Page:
The paper will focus on mental health disorders within the context of ageing in the older person. Content will include fundamental sciences of aging from physiological, psychological, sociological and epidemiological perspectives, psychopathology and clinical assessment skills. It will also include the use of screening tools and tests, diagnostics, psychopharmacology, ethical/medico-legal issues and nursing interventions based on best practice guidelines.

Fiscal challenges and changing patterns of need for health and long-term care in New Zealand

26 February 2014 - Health Improvement and Innovation Resource Centre (HIIRC)

This journal paper describes the impact of an ageing population on future health care needs:

The authors discuss some of "... the challenges that New Zealand faces in managing expenditure growth and repositioning its health and long-term care system to deal more effectively with changing patterns of disease".

Long-term participation in peer-led fall prevention classes predicts lower fall incidence

06 February 2014 - American Congress of Rehabilitation Medicine

The following is from the American Congress of Rehabilitation Medicine - the research was undertaken in Otago:

The objective of this study was "to investigate the association between length of participation in Steady As You Go (SAYGO) peer-led fall prevention exercise classes for older adults and 12-month fall incidence."

Promoting independence in frail older people: A randomised controlled trial of a restorative care service in New Zealand

07 March 2014 - HIIRC

The following is from the HIIRC:

This randomised controlled trial investigated the effectiveness of a restorative care service (compared with usual care) on institutional-free survival and health outcomes in 105 frail older people at risk of permanent residential care who were referred for needs assessment. The restorative care service included a comprehensive geriatric assessment and care plan developed and delivered, initially by a multi-disciplinary team and subsequently by home care assistants. The authors found that, "compared with usual care, there was a non-significant absolute risk reduction of 14.3% for death or permanent residential care (8.8% for residential care and 7.2% for death alone) for the restorative care approach", with no difference in levels of burden among caregivers.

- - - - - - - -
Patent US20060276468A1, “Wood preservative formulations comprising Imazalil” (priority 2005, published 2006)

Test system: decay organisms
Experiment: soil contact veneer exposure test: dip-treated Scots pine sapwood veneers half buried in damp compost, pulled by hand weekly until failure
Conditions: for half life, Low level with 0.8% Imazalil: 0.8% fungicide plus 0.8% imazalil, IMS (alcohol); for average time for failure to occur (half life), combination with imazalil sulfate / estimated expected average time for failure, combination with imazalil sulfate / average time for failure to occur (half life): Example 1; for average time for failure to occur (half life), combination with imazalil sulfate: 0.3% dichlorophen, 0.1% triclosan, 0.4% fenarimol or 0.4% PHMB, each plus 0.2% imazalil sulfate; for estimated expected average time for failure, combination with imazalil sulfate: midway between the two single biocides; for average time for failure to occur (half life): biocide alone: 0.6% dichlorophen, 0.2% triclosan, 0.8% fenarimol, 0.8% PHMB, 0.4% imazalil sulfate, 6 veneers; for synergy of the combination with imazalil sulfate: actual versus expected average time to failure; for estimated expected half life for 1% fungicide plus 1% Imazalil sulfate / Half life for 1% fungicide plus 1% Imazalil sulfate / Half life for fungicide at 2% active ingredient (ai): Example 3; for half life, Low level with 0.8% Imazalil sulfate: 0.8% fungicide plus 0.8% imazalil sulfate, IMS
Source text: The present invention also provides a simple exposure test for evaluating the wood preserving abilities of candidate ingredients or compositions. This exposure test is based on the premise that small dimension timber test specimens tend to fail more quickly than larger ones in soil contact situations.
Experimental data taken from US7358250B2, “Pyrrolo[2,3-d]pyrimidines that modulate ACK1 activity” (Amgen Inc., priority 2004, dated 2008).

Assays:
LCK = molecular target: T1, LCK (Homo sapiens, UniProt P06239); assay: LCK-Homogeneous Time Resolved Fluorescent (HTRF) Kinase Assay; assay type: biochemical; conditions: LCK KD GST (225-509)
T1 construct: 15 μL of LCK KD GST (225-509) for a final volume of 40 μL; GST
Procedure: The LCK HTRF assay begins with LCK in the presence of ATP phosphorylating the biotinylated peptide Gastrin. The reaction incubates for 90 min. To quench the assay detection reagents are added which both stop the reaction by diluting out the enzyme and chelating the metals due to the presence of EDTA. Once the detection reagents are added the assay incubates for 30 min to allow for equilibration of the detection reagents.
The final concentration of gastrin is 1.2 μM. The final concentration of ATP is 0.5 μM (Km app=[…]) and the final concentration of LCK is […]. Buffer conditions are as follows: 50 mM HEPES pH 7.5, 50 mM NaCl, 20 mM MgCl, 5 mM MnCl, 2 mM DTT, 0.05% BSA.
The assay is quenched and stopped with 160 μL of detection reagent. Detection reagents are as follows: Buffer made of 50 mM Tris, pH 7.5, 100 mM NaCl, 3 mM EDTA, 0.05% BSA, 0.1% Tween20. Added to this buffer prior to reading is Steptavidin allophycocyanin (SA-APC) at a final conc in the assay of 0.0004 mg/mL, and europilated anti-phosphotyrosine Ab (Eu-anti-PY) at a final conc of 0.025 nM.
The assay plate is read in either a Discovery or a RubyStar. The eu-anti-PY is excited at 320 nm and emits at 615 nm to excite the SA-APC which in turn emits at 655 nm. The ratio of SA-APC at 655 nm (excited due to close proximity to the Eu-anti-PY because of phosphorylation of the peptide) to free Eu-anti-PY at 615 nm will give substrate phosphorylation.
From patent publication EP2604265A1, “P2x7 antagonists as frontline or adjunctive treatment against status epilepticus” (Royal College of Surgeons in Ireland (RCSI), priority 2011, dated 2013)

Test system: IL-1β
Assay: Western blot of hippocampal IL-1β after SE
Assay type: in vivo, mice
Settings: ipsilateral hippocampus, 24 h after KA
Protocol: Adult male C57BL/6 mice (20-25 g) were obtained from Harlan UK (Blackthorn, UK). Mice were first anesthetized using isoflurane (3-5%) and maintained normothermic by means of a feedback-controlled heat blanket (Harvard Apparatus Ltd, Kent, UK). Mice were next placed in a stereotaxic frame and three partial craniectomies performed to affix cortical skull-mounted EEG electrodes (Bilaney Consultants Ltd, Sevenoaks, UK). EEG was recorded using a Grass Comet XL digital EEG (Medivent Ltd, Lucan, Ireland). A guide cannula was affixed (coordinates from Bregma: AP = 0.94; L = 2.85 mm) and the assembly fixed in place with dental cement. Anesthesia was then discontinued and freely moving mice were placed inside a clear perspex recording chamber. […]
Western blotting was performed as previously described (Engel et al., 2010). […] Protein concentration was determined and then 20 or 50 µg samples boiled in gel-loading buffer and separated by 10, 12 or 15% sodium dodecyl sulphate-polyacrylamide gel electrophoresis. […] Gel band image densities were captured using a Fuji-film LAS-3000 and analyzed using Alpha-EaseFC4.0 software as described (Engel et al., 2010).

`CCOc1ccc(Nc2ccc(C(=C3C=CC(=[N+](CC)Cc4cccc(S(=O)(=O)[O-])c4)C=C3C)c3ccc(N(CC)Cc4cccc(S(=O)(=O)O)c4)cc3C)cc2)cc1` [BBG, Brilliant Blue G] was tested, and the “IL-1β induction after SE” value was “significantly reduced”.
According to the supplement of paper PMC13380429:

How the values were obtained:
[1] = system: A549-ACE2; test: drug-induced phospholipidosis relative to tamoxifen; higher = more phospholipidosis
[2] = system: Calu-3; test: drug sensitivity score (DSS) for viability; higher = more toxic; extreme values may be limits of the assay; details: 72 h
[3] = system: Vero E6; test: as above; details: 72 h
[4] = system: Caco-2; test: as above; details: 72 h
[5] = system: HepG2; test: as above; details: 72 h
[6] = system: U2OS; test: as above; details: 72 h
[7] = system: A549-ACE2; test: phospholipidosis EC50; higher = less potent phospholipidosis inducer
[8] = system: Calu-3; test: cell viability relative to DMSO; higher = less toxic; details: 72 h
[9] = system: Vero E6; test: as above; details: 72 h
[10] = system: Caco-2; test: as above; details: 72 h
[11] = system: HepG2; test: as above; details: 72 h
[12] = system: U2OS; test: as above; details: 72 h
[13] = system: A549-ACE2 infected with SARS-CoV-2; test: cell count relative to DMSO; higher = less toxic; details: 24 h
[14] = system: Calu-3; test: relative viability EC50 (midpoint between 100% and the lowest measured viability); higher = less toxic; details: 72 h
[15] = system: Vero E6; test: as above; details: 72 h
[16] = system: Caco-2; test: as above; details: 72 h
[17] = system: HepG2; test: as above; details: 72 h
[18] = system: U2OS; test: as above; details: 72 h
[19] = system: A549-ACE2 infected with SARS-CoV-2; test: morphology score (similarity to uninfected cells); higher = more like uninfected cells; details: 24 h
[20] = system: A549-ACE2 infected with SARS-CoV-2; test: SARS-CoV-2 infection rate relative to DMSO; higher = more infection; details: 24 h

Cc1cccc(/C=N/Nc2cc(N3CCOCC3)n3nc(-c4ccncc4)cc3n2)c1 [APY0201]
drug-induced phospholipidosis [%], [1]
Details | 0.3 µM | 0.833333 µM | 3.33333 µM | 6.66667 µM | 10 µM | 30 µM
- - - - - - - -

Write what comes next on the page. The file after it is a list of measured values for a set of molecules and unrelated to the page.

A new leader for Age Concern New Zealand 

12 March 2014 - Age Concern New Zealand

Media Release:

Age Concern New Zealand is to have a new Chief Executive.  Robyn Scott has been appointed to take up the position at the end of April. 

Robyn has fifteen years’ leadership experience in the community and voluntary sector including 10 years as CEO of Philanthropy New Zealand and an earlier career in the education sector. She is moving from her current senior role in the Commission of Financial Literacy and Retirement Income. 

“Robyn’s demonstrated leadership skills, strong relationship management and strategic and financial acumen will be of great value to the organisation  as we continue to bring older people and their issues to a greater level of New Zealand’s consciousness and to build our service provision”, National President Evelyn Weir said today. 

“Robyn also has the ability to lead the organisation in a significantly changing social and economic environment”, Mrs Weir added. “Age Concern expects to play a lead role in how, as a society, New Zealand responds to an ageing population and tackles issues such as older people’s well-being, health care, social support and retirement income.”